by Mitch Kokai
Senior Political Analyst, John Locke Foundation
In the coming months, you’re going to hear a lot of analysts repeating that “(at least) 34 House Republicans have announced they’re retiring or running for a different office,” and that “Democrats need to pick up just 24 seats to win back control of the House of Representatives.” That’s accurate as far as it goes. In addition, for the past three cycles, the midterm elections have gone badly for the president’s party.
But there’s an angle that isn’t getting nearly as much discussion: A significant number of those retiring House Republicans represent districts where the GOP traditionally wins, and about half of them are districts where the GOP candidate usually wins by a wide margin. A seat-by-seat analysis suggests that Democrats have only about 14 to 15 really good opportunities to pick up open seats — and that Republicans might snag some open seats from the Democrats, too. …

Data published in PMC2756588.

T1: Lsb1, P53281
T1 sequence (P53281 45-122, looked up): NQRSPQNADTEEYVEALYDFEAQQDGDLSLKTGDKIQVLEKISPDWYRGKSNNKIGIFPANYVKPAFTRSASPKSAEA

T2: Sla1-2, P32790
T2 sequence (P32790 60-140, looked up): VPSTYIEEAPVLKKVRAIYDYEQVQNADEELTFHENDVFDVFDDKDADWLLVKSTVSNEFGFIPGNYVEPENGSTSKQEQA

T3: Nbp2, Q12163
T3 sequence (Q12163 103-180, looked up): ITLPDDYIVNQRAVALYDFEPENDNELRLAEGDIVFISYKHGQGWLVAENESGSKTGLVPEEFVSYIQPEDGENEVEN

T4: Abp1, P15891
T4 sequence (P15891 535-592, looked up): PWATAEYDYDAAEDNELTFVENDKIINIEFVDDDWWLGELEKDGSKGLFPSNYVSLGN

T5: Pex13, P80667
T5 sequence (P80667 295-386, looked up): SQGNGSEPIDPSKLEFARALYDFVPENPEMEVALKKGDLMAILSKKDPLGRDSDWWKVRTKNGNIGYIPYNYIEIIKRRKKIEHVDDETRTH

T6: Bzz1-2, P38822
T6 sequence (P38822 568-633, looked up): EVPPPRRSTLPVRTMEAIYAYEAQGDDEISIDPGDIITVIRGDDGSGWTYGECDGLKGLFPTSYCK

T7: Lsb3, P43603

… Add it all up, and Republicans look like they have a decent shot to keep control of the House in November. Of course, some incumbent Republicans could go down, and Democrats have racked up impressive wins in recent special state legislative elections in Wisconsin, Georgia, Oklahoma, and New Hampshire, suggesting that Democratic grassroots are motivated in the Trump era. But they’ll need an epic turnout to turn some of these traditionally deep-red districts blue.